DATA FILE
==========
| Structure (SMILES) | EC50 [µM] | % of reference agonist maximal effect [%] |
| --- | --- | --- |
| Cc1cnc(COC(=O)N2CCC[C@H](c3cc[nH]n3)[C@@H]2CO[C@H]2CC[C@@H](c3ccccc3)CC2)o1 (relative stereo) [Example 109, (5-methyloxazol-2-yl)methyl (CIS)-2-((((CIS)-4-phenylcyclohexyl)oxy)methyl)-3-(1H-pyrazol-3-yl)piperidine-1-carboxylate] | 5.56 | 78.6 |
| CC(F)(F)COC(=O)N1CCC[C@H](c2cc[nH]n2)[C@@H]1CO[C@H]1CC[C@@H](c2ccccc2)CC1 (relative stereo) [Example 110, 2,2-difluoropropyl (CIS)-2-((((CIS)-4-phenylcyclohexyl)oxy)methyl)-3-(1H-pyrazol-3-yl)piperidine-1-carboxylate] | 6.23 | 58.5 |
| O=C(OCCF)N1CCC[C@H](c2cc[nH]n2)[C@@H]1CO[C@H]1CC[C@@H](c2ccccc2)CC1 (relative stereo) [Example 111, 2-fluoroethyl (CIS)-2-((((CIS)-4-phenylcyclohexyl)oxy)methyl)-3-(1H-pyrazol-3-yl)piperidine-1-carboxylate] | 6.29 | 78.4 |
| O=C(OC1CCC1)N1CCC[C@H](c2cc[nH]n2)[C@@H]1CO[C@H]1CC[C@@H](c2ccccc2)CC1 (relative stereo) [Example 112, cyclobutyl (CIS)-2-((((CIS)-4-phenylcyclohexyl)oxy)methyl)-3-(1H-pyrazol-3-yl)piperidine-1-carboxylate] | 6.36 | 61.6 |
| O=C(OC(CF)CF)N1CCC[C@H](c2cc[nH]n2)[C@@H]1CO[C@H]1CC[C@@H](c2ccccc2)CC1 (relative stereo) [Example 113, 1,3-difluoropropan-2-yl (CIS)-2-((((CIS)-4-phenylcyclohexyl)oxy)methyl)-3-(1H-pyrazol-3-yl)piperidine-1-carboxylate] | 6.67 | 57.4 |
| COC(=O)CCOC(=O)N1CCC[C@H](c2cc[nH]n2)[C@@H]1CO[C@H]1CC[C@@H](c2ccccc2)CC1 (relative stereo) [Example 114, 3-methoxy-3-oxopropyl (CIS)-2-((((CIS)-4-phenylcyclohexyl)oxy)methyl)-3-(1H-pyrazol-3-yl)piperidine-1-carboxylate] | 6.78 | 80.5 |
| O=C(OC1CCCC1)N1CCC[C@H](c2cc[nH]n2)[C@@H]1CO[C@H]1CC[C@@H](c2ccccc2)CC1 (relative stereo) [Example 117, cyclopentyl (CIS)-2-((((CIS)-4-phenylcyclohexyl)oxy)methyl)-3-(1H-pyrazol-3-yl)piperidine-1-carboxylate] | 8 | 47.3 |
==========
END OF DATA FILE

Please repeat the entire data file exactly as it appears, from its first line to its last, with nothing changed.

| Structure (SMILES) | EC50 [µM] | % of reference agonist maximal effect [%] |
| --- | --- | --- |
| Cc1cnc(COC(=O)N2CCC[C@H](c3cc[nH]n3)[C@@H]2CO[C@H]2CC[C@@H](c3ccccc3)CC2)o1 (relative stereo) [Example 109, (5-methyloxazol-2-yl)methyl (CIS)-2-((((CIS)-4-phenylcyclohexyl)oxy)methyl)-3-(1H-pyrazol-3-yl)piperidine-1-carboxylate] | 5.56 | 78.6 |
| CC(F)(F)COC(=O)N1CCC[C@H](c2cc[nH]n2)[C@@H]1CO[C@H]1CC[C@@H](c2ccccc2)CC1 (relative stereo) [Example 110, 2,2-difluoropropyl (CIS)-2-((((CIS)-4-phenylcyclohexyl)oxy)methyl)-3-(1H-pyrazol-3-yl)piperidine-1-carboxylate] | 6.23 | 58.5 |
| O=C(OCCF)N1CCC[C@H](c2cc[nH]n2)[C@@H]1CO[C@H]1CC[C@@H](c2ccccc2)CC1 (relative stereo) [Example 111, 2-fluoroethyl (CIS)-2-((((CIS)-4-phenylcyclohexyl)oxy)methyl)-3-(1H-pyrazol-3-yl)piperidine-1-carboxylate] | 6.29 | 78.4 |
| O=C(OC1CCC1)N1CCC[C@H](c2cc[nH]n2)[C@@H]1CO[C@H]1CC[C@@H](c2ccccc2)CC1 (relative stereo) [Example 112, cyclobutyl (CIS)-2-((((CIS)-4-phenylcyclohexyl)oxy)methyl)-3-(1H-pyrazol-3-yl)piperidine-1-carboxylate] | 6.36 | 61.6 |
| O=C(OC(CF)CF)N1CCC[C@H](c2cc[nH]n2)[C@@H]1CO[C@H]1CC[C@@H](c2ccccc2)CC1 (relative stereo) [Example 113, 1,3-difluoropropan-2-yl (CIS)-2-((((CIS)-4-phenylcyclohexyl)oxy)methyl)-3-(1H-pyrazol-3-yl)piperidine-1-carboxylate] | 6.67 | 57.4 |
| COC(=O)CCOC(=O)N1CCC[C@H](c2cc[nH]n2)[C@@H]1CO[C@H]1CC[C@@H](c2ccccc2)CC1 (relative stereo) [Example 114, 3-methoxy-3-oxopropyl (CIS)-2-((((CIS)-4-phenylcyclohexyl)oxy)methyl)-3-(1H-pyrazol-3-yl)piperidine-1-carboxylate] | 6.78 | 80.5 |
| O=C(OC1CCCC1)N1CCC[C@H](c2cc[nH]n2)[C@@H]1CO[C@H]1CC[C@@H](c2ccccc2)CC1 (relative stereo) [Example 117, cyclopentyl (CIS)-2-((((CIS)-4-phenylcyclohexyl)oxy)methyl)-3-(1H-pyrazol-3-yl)piperidine-1-carboxylate] | 8 | 47.3 |